In Pictures: Catacombs Across The World

In Pictures: Catacombs Across The World
In the Catacombs of Paris, a huge ossuary in some abandoned mines in Montparnasse Photo credit: Heracles Kritikos / Shutterstock,

Giving off a sense of mindful eeriness and decay, catacombs date back to Roman times

OT Staff
February 04 , 2023
02 Min Read

Death has been a fascinating, intriguing topic of discussion in many cultures around the world. The quest for securing an eventful afterlife had often driven post-death ceremonies in the medieval world. In such pursuit, people have created subterranean passageways for religious practise known as catacombs. Giving off a sense of mindful eeriness and decay, catacombs date back to the Roman times. The first system of these underground tombs go all the back to the 2nd and 3rd milestones of the Appian Way in Rome where the bodies of the apostle Peter and Paul are buried. If the creepiness of these meticulously crafted tunnels appeals to you, here are a list of catacombs from around the world you can plan a trip to. 

The catacombs in the French capital were built by Romans to overcome the overcrowding situation in the city. Possibly the most well-known of all the catacombs around the world, bones of 6 million individuals arranged aesthetically decorate the walls of the main ossuary. Today, you can explore this over 200-feet long labyrinth. While the majority of the tunnels remain off-reach, people still find a way to delve deeper into the hidden cemetery. An underground spring, a sepulchral lamp, and sculptures are other parts of this mystic location.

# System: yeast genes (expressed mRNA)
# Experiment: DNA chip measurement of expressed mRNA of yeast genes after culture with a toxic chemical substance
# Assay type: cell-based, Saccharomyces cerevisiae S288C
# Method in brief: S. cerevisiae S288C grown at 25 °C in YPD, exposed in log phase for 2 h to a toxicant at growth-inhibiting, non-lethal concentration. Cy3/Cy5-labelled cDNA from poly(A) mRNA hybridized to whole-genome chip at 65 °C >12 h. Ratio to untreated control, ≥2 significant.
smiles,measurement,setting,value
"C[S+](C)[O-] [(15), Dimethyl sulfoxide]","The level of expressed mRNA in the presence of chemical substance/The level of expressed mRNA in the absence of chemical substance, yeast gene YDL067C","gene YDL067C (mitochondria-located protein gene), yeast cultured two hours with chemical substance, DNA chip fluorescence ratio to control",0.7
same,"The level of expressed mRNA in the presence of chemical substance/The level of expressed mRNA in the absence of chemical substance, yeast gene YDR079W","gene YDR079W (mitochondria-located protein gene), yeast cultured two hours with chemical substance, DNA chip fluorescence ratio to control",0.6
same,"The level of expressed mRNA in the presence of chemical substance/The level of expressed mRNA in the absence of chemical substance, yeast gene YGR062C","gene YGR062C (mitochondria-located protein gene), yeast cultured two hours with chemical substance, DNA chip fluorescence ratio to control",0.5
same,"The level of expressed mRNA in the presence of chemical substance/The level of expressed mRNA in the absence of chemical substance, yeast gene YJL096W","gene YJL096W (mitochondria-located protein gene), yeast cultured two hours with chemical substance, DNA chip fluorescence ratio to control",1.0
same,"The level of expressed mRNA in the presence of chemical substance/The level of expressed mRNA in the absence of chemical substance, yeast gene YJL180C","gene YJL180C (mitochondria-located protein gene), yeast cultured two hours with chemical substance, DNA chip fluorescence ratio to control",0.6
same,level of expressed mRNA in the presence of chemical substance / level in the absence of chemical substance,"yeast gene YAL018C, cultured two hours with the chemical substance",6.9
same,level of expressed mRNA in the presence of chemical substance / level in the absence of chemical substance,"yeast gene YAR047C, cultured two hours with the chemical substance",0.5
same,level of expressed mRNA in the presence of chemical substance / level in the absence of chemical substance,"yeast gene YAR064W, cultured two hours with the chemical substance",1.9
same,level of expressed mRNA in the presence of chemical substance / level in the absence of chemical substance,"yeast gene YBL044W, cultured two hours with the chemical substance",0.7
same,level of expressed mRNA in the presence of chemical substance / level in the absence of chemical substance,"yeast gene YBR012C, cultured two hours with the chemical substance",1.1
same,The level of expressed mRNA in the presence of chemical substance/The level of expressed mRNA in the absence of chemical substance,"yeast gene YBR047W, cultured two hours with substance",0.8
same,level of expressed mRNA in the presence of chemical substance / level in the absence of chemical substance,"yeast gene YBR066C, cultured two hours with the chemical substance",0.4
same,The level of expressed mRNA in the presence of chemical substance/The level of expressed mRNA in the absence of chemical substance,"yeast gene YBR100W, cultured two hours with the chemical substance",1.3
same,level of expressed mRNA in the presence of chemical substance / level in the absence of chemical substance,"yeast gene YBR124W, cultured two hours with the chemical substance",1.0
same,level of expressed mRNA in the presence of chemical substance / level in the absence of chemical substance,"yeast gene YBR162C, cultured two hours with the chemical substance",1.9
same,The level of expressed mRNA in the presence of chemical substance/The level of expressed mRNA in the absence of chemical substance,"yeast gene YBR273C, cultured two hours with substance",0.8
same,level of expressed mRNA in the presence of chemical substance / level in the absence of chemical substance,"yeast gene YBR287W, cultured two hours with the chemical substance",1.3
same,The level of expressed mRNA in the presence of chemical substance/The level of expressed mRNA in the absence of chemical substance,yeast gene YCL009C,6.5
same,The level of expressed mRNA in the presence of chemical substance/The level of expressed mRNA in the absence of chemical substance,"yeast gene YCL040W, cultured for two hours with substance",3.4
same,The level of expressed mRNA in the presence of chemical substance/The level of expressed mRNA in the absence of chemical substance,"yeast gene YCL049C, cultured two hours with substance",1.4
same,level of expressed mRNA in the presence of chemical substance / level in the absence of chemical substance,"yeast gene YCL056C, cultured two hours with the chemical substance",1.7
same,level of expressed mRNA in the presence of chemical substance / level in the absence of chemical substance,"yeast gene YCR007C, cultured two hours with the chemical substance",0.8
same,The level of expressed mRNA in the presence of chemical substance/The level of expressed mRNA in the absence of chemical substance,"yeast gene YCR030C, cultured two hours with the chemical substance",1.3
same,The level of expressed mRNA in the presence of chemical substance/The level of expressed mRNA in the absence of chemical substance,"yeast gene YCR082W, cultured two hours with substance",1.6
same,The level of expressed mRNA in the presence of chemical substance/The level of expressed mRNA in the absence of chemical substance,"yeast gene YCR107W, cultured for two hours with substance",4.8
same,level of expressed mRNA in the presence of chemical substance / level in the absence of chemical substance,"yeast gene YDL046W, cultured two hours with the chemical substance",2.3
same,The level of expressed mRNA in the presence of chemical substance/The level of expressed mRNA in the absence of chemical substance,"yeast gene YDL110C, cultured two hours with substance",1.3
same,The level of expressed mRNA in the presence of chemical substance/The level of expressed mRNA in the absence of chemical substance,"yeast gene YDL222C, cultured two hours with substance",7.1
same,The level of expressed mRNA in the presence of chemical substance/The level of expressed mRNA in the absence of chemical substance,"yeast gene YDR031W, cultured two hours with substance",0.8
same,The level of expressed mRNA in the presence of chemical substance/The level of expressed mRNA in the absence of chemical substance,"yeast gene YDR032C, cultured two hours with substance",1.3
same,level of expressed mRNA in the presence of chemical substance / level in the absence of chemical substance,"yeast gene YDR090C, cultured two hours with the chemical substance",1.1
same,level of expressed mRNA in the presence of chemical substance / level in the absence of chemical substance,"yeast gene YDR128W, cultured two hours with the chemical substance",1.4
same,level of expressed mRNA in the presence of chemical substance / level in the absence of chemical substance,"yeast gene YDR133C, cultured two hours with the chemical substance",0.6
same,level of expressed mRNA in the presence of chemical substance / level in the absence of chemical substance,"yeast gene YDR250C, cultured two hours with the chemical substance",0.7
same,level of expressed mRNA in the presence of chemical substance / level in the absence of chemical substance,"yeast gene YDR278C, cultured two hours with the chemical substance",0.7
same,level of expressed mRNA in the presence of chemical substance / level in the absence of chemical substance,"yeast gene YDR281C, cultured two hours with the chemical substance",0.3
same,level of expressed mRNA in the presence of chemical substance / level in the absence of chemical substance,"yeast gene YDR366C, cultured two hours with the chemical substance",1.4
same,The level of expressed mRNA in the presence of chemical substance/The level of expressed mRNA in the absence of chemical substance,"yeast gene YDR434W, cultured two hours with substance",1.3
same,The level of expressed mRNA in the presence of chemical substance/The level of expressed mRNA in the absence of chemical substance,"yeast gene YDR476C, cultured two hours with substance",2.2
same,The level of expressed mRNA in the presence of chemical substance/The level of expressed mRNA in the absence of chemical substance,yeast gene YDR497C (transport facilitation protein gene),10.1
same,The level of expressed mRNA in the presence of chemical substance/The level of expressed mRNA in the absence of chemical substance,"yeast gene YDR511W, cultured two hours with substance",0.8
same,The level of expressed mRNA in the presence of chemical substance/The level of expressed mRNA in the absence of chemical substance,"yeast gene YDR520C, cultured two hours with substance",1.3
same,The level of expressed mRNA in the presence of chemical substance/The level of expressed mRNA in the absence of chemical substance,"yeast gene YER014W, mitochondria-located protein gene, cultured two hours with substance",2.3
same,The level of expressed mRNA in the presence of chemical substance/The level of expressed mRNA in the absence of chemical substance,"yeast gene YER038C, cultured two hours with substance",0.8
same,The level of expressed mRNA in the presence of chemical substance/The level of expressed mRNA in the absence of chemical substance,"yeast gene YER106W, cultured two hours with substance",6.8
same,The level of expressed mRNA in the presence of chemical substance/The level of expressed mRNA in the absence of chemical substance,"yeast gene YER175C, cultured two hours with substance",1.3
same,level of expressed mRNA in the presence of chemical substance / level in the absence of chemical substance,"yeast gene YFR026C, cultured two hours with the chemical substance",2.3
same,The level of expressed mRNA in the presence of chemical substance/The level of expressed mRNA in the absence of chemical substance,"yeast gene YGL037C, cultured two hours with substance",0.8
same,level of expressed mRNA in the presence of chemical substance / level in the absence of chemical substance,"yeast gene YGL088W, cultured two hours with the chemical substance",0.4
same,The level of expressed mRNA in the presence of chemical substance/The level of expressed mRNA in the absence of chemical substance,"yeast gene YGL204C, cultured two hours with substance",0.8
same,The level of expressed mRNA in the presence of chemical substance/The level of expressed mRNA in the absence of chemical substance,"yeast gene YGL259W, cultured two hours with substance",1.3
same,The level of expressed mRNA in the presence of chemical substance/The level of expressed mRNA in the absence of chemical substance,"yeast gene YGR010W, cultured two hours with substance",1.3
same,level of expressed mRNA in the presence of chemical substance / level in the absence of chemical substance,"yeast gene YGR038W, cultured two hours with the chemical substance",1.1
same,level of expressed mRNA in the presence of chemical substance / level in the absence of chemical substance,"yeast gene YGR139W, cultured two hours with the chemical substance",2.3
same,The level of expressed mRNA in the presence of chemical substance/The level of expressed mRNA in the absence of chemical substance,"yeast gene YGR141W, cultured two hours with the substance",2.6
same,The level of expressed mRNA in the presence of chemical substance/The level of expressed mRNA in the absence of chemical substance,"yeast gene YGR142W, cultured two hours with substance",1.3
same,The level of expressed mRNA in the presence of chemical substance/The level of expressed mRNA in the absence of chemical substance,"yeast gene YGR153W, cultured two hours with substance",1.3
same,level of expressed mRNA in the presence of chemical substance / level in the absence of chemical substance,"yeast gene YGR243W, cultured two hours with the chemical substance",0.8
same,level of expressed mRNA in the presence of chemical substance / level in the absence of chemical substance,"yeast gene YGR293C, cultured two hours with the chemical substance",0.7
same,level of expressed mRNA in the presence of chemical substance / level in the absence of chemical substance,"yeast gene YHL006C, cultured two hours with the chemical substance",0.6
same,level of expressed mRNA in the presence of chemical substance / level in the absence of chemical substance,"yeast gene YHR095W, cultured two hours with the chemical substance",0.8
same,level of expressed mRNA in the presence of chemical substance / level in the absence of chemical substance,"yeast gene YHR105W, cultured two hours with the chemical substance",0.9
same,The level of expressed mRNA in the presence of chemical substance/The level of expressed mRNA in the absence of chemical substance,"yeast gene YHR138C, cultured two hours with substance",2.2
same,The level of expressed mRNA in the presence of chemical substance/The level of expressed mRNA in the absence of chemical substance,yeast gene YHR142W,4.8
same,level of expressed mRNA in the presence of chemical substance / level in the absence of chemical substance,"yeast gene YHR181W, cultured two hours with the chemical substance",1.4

The St.Paul's Catacombs in Rabat were part of the large cemetery located outside the ancient Greek city of Melite. A popular site for religious pilgrimage in the 12th century, the architectural dexterity symbolize the importance of the ritual in early Christendom. The main hall, whose entrance is embellished with Doric columns and painted plasters, is adorned with carvings of large circular tables and couches. Here, mourners would hold a wake to remember the deceased. Also observe how Christian, Jewish, and Pagan catacombs are laid side-by-side.   

The second largest ossuary in Europe after Paris was discovered accidentally during a routine dig of a construction project in Prague in 2001. Officially opened to tourists earlier this decade the catacomb is stuffed with nearly 50,000 skeletons. This forgotten underground house located beneath St. Jacob's Square is a particular highlight of this Czech town. The Eastern European destination which traces its roots back to the 5th century AD is an architectural hub with its modernist styled buildings and baroque designed cathedrals dominating its landscape.

The Romans, at their peak, conquered all of Europe spreading their ideology beyond the continent. Austria's St. Stephen's Cathedral in Vienna sits on top of the massive catacomb below. While the Cathedral's gorgeous architectural genius and multi-coloured roof garners major eyeballs- the catacomb beneath is often ignored, visited by only a handful. The onset of the bubonic plague in the 1730s forced the Austrian rule to react and shift the bodies of the dead into the catacomb to avoid a further spread. Bodies after bodies are neatly gathered and placed on top of one another.

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